Clusters of bright pink flowers are a beautiful sight on coastal cliffs and sand dunes around Jersey at this time of year, with thrift plants flowering from April to July.
Commonly known as ‘sea pink’ and ‘cliff clover’, this clover-like wildflower grows happily on cliffs and coastlines. A perennial herb, thrift is tolerant of poor soils, salty conditions, and exposed places, making it the perfect coastal plant.
Tall stems protrude from a spongy web of foliage, topped by globe-shaped blooms. Flowers can be pink, purple, white or red, and are a good source of nectar for butterflies and moths.
There are two species of thrift in Jersey, the common thrift, Armeria maritima, and Jersey thrift, Armeria arenaria. Both species have long stems and the distinct dome of flowers, but Jersey thrift is larger and has much wider leaves. Common thrift also flowers earlier than its Jersey counterpart.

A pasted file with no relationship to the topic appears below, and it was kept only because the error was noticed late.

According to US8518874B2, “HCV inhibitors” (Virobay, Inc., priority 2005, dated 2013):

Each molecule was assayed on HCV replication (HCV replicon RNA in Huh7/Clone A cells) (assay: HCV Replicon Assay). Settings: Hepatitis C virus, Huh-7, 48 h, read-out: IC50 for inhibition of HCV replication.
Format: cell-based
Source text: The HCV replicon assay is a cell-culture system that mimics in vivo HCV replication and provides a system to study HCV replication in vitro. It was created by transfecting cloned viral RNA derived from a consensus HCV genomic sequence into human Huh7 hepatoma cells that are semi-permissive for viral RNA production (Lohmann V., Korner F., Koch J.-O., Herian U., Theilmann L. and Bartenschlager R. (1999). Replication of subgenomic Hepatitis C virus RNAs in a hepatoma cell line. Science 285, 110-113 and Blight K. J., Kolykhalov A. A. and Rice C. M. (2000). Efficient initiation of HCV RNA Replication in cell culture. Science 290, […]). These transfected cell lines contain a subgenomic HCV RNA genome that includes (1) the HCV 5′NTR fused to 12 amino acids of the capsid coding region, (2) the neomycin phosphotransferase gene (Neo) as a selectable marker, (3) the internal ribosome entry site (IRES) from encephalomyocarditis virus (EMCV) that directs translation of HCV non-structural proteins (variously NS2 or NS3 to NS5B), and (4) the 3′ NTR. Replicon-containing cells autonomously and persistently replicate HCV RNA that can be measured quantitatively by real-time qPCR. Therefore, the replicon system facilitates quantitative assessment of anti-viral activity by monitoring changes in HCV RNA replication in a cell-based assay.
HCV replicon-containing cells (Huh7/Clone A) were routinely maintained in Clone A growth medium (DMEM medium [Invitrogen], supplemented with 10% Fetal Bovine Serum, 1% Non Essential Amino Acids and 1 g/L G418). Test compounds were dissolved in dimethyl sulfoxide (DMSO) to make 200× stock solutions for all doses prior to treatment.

In places where both species are present, they can hybridise, producing plants with variable characteristics.
You’ll find sea pink thrift on the dunes in the west and south coast of the Island, and you might spot them in stone walls and hedge banks in coastal areas too. Look out for a spectacular floral show along the coastal dune scrub at St Ouens Bay.
With its popular pink flowers, several places in the UK have thrift as their county flower, including Bute and the Isles of Scilly. There are also reports that thrift was used in traditional medicines, for treating tuberculosis, epilepsy and even hangovers!